The Long Road Home
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Debutante turned fugitive-from-justice Nancy Rutledge, who escaped from the tiny north-Mississippi town of Oakdale just before being arrested for the murder of her mother, has some unfinished business to take care of in her hometown. And just how far is she willing to go to get even with her enemies, both real and imagined?
Nancy, thanks to identity theft and a profound change of appearance, has morphed into best-selling children’s author and national sensation Chesapeake Rhea Edwards. Now living in the mountains of Colorado, she’s fooled not only thousands of book buyers but many powerful people in the publishing industry. With demand for her book sky-high, she’s in the middle of an 88-stop tour of the southeastern United States when the visit to Oakdale’s Main Street bookstore finally rolls around.
Of course Nancy knows she’s taking a huge risk by sneaking back into town fifteen months later—one false move or slip-up and she’ll certainly be hauled away in cuffs by the local police department. But not only did she coordinate all aspects of the book tour strictly to put herself in this store, the whole notion of being an author was created to bring her face to face with two people: Keller Bryan, the love of her life, and Caitlyn Rutledge, who is Nancy’s half-sister … and Keller’s fiancee. Nancy isn’t leaving town without Keller, regardless of who gets hurt—or dies. It’s the only reason she’s still alive.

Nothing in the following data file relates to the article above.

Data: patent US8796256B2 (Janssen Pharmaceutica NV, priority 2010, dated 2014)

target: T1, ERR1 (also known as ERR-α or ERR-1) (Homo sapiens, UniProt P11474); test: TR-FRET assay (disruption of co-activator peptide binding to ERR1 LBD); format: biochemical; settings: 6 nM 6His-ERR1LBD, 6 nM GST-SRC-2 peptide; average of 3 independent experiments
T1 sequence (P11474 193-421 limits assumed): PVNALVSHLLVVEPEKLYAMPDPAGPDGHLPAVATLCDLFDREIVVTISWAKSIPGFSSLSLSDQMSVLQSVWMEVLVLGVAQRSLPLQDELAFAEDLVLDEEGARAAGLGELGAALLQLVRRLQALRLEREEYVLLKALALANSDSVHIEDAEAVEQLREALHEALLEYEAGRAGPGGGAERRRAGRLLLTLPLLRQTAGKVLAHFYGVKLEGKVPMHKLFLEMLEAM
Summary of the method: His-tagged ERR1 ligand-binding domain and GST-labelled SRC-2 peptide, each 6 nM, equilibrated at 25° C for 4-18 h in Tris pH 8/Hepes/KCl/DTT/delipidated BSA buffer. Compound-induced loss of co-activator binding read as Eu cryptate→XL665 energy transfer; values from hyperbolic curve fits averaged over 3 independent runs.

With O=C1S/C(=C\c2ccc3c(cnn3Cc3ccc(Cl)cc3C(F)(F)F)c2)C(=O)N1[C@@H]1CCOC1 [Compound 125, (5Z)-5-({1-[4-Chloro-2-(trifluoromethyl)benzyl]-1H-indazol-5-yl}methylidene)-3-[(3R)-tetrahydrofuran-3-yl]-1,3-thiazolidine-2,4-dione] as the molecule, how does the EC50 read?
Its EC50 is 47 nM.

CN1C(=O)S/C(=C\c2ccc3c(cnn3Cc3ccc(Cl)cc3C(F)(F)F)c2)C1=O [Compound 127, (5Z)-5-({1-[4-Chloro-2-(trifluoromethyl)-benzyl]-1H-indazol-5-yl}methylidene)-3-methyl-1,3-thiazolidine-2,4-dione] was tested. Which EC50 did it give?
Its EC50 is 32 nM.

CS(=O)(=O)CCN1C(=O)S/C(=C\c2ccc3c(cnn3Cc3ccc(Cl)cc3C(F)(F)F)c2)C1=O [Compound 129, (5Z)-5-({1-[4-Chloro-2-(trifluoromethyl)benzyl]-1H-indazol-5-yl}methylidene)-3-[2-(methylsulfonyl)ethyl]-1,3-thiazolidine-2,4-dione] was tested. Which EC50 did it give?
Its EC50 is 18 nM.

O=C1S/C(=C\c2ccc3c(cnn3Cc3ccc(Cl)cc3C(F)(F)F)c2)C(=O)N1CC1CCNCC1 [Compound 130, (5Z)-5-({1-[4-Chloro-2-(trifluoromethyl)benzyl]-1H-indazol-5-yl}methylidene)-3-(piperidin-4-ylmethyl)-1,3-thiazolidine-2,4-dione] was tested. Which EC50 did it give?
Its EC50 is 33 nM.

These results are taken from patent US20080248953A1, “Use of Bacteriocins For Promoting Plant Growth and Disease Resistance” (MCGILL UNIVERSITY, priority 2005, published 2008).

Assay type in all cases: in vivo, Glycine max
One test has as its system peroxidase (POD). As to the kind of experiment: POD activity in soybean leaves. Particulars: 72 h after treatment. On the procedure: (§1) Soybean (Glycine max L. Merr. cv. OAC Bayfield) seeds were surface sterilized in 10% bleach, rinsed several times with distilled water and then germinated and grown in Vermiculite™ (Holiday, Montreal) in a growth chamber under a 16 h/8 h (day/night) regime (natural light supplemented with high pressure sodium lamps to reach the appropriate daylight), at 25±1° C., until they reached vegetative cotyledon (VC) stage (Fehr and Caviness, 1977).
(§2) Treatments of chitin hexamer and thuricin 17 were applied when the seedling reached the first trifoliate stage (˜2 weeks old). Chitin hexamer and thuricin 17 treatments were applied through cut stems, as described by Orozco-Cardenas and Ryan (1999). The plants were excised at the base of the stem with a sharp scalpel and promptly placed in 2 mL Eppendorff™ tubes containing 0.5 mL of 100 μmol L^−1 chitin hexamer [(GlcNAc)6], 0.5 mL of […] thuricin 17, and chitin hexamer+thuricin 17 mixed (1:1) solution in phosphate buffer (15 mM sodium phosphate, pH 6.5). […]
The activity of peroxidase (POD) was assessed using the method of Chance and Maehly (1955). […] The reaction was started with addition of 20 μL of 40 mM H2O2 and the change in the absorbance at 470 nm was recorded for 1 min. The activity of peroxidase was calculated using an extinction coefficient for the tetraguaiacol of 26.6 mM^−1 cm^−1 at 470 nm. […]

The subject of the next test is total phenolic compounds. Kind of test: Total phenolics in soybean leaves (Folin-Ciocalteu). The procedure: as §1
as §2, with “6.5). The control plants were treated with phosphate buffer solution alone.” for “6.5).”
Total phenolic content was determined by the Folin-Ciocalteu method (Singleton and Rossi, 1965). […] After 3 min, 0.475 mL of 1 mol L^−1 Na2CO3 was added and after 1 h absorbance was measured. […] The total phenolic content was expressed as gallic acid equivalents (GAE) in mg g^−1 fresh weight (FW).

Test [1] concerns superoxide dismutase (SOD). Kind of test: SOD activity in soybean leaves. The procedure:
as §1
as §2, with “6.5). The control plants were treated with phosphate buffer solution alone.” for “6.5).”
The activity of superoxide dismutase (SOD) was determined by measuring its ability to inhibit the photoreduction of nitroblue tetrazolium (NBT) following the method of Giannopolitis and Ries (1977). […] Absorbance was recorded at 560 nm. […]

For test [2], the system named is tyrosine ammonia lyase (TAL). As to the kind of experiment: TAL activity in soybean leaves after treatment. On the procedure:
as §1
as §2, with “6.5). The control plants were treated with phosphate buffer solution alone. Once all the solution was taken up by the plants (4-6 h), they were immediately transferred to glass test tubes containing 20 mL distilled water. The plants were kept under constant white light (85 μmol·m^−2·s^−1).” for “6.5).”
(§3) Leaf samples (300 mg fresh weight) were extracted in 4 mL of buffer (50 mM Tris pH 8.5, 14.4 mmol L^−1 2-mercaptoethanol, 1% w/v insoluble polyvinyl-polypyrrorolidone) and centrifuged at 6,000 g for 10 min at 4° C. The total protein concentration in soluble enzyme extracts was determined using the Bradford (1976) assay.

“Nothing like an original plot, quirky local color characters, a fast-paced thriller, and a strong Southern voice to meld them together to get the reader’s blood boiling before the fireplace this fall.”
—Jim Fraiser, Greenwood Commonwealth
“The Long Road Home establishes Joe Lee’s significant talents as a writer to be reckoned with and a yarn spinner whose offbeat imagination rivals Carl Hiassen.”
—Sid Salter, Mississippi State University Journalist in Residence
“The final fifty pages must be read in one sitting. There’s no turning back once Nancy Rutledge puts her vengeance in motion. I felt like I was watching a Lifetime movie, via F/X. In other words, Joe Lee pulls no punches.”
— J.C. Patterson, The Madison Herald
“If Sue Grafton were reincarnated as a man, I think she’d be Joe Lee. Like Grafton, Lee’s novel is a thinking person’s mystery, with a little bit of soap opera thrown in to keep you interested along with short spates of violence.”
—Frank Zafiro, author of the River City crime series